Yes. It's hosted on Marvel Superhero Island at Islands of Adventure, which has the most amazing thrill rides. The rides will be open until 11:00pm. We'll also have an amazing fireworks show at 9:30pm set to circuit music. Afterwards, people can head over to the 22,000 sq ft Soundstage 54 for the dance party.

Everybody over the years has gone to Universal and said, We want to do a party at Islands of Adventure or on Universal property. In the past, Universal has not been receptive to doing any third-party promotions. Last year they had a management change and decided they were interested in doing an event. They came to me and said, Listen, we've talked to everybody and you have a really good reputation. Everybody's come to us [asking to do a party], but what we'd like to do is offer you the party first at Islands of Adventure. So we worked with their Special Events Department and came up with the Stars party.

Are you affiliated with the Reunion parties at the Hyatt Hotel?

I'm not affiliated with the guys, I mean, they're my buddies from Tampa. We had actually gone to the Hyatt when we were looking to move the late-night parties closer to the Disney area. The Hyatt had a great space, but they said, You know, we're really not interested in 2,000-3,000 people who are not hotel guests showing up on our property at 3:00 in the morning. In the meantime, some of my buddies who had done Reunion in the past [also] contacted the Hyatt. They said, We'd love to host your group, but we've talked to the guys over at Arabian Nights next door and they would love to host your parties.

Let's talk about the other events that you do, like during Winter Party in Miami. It must have been very different for you to work with a non-profit party's limited budget?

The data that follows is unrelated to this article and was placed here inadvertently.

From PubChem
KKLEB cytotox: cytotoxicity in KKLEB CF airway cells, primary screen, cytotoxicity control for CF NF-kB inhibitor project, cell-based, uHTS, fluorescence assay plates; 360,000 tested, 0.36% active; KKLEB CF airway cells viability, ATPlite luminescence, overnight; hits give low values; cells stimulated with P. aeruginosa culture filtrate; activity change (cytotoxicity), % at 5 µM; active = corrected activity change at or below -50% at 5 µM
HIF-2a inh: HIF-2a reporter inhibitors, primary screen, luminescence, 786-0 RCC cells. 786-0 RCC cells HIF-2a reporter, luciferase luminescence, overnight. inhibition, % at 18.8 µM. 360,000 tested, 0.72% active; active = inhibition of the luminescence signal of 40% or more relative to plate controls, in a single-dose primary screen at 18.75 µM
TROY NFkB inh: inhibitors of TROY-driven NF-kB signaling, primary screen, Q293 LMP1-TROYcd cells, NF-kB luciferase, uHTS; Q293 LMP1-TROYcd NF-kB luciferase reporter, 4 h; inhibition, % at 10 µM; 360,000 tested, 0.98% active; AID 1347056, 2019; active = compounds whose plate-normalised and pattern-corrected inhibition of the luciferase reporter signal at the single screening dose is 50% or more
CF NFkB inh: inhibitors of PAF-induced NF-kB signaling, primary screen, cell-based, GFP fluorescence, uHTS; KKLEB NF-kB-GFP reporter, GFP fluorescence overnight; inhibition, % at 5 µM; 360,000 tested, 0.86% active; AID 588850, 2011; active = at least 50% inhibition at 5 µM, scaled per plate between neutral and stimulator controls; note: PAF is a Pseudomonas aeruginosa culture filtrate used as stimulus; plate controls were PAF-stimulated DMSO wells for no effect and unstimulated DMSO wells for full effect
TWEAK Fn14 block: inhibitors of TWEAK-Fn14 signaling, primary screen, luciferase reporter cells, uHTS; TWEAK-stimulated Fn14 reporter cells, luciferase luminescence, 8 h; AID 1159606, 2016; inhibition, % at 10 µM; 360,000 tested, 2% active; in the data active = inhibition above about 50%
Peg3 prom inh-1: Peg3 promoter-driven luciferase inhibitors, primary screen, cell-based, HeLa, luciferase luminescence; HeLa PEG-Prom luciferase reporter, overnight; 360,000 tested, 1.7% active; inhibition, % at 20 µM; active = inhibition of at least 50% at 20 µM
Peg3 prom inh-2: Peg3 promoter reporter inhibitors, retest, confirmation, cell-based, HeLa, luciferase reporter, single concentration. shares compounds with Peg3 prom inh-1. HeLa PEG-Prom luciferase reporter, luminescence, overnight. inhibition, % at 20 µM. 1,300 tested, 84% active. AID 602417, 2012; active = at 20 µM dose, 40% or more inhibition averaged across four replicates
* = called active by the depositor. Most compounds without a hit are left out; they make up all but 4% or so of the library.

With a benefit party, the budget is so important because the goal of the party is to raise money for whatever the group is, whether it's DHRF [Dade Human Rights Foundation], or in the case of White Party, Care Resource [White Dreams at the Miami Seaquarium]. So are your budgets more limited? Yes they are. And that was one of my only concerns when we started to go into that area - I know what people expect of me. [So I asked myself], If we start doing something with a limited budget, can we live up to our reputation? It's always a struggle, but with non-profit groups, companies are usually willing to give you a break on how much they're charging you. So a lot of times, we're able to do some pretty cool stuff that doesn't cost nearly as much.

What about other events during the year in other cities?

We've certainly been approached. I've really been careful about choosing projects where I thought that we could do something really cool, something really different from what we've done before. My real job is directing TV commercials. It's a full-time thing, but it's usually two-week projects, so I can stop doing that for a while when the parties are coming up. It's nice to do other things so that when I come back to doing the circuit parties, it's fresh again.

I do freelance work for a lot of different companies - [commercials for] Disney, Universal, McDonalds. I also do shows for Nickelodeon. I was doing this one show - a pilot for Fox TV - kind of an updated version of Unsolved Mysteries. It didn't get picked up, but during the course of doing that, we did a lot of stuff with liquid nitrogen and special effects that I had really never been exposed to. So I got a really good handle on pyrotechnics, liquid nitrogen, all the special effects stuff that they used in the show. Of course, while doing all that, you go, Gosh, now that would be a really cool show for one of the parties.

Any chance you'll do something up here in New York?

Maybe. We've been approached. I'm just waiting for the right opportunity.

Do you have a website?

Yeah, it's

Would you ever want to make this more of a full-time job or do you like things the way they are?

I kind of like the balance of it. I like doing the parties because they're really fun for us, but it's nice to go off and do other things to keep yourself kind of fresh. It's enough of a full-time job already, but I really like the other things that I do, too.

© 2002 Matt Kalkhoff
This article was featured in the May 3, 2002 issue of NEXT magazine and can be found online at